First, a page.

Sunday, August 22, 2010

I was in a 'controlled' plane crash

From iTODAY:

Paul Gilfeather principal correspondent | Aug 21, 2010 0:00

I am strapped tightly into my seat on board a C-2 Greyhound military plane preparing to land on the most sophisticated warship the world has ever known.

Landing on an aircraft carrier - in this case, the formidable USS George Washington (picture) - is the most difficult thing a Navy pilot will ever do.

This 60,000-tonne steel structure is powering through the South China Sea at around 40 mph and my plane is descending towards the flight deck at four times that speed.

My pilot only has around 150m to land - approximately the same length as the roof at Singapore's Marina Bay Sands.

This clearly isn't nearly long enough under normal circumstances.

In order to get us on to the tarmac safely, our pilot has to "snag" the plane's tailhook - a two-metre hook attached to the back of the aircraft - on to one of four arresting steel cables stretched across the deck of the carrier.

As we hit the flight deck, the pilot will push the engines to full power.

This might sound like aviation madness but if the tailhook doesn't catch any of the arresting cables then we have to be moving fast enough to take off again.

The pilot skilfully does his job, latching on to the third wire, and the aircraft - weighing about 1,800 kg and travelling at a remarkable 150mph - is brought to an abrupt halt in less than two seconds.

We hit the deck with a massive thud and then sit motionless.

I have just been involved in a highly-organised plane crash.

This is what I imagine it feels like to be in a real-life disaster and escape without a scratch.

Still slightly shaken from this once-in-a-lifetime experience, I emerge from the rear-loading door of the plane, wearing my self-inflating life jacked and a heavy-duty helmet called a Cranial, to protect my head and my hearing.

I am standing on the flight deck of the US Navy's fastest and most expensive ship - not to mention the most dangerous and nosiest working environment in the world.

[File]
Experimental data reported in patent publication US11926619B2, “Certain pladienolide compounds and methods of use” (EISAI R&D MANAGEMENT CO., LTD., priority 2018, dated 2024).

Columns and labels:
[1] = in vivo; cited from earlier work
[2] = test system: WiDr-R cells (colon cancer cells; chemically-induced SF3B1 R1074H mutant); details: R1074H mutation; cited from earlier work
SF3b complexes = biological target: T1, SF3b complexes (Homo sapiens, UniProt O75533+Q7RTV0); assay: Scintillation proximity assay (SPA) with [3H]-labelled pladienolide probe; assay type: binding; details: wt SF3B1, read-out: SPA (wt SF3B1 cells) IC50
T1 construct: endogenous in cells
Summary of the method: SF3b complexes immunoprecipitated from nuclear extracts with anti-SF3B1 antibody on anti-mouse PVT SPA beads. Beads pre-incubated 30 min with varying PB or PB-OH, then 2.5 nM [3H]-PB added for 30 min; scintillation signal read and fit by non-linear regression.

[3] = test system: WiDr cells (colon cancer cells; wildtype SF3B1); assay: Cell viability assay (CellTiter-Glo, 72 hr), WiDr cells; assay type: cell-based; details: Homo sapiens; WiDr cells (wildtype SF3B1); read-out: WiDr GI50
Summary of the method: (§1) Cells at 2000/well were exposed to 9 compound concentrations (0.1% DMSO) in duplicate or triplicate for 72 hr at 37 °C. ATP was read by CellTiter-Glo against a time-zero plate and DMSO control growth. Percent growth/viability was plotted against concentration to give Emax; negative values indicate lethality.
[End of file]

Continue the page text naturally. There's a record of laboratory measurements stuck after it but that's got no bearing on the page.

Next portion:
The ship's commander, Rear-Admiral Dan Cloyd, shakes me by the hand enthusiastically and informs me that I am now an honorary "tailhooker" - the title bestowed on the lucky few allowed to take part in an arrested landing.

Despite being somewhere off the north-east Malaysian peninsula, I am now officially on American soil.


The nuclear-powered USS George Washington is like a city on the sea with more than 5,000 Navy personnel on board.

Although there are just 100 pilots on board, there is a staff of around 2,000 in the air wing conducting and maintaining the jet, planes and choppers which are continually flying and landing on the flight deck.

There are another 3,000 people in the ship's company. They keep the carrier running smoothly doing jobs from washing dishes to handling weaponry to servicing the carrier's two nuclear reactors.

The flight deck is 305-m long and the ship 17 storeys high. Incredibly, the super carrier houses some 80 different aircraft, including fighter jets like F-18 Hornets, electronic warfare planes like the EA-6B Prowlers and Seahawk helicopters, which also carry torpedoes and missiles.

The ship itself cost a whopping US$5 billion ($6.6 billion) to build, while the fighter jets and weaponry on board total US$4 billion.

The ship has everything its residents need to survive, including a hospital with a full complement of surgeons, four dentists, post office, shops, gyms, canteens and kitchens, which serve up to 18,000 meals a day.

It's a super-slick operation, which Rear-Admiral Cloyd says has been honed to virtual perfection since work began on the first timber-built carriers at the beginning of the 20th century.

I am taken on to the flight deck and watch the carrier's aircraft take off and land at a rate of one every few minutes.

While there are aircraft constantly situated on the flight deck, many are transported in and out of the area by four elevators, each 4,000 square feet.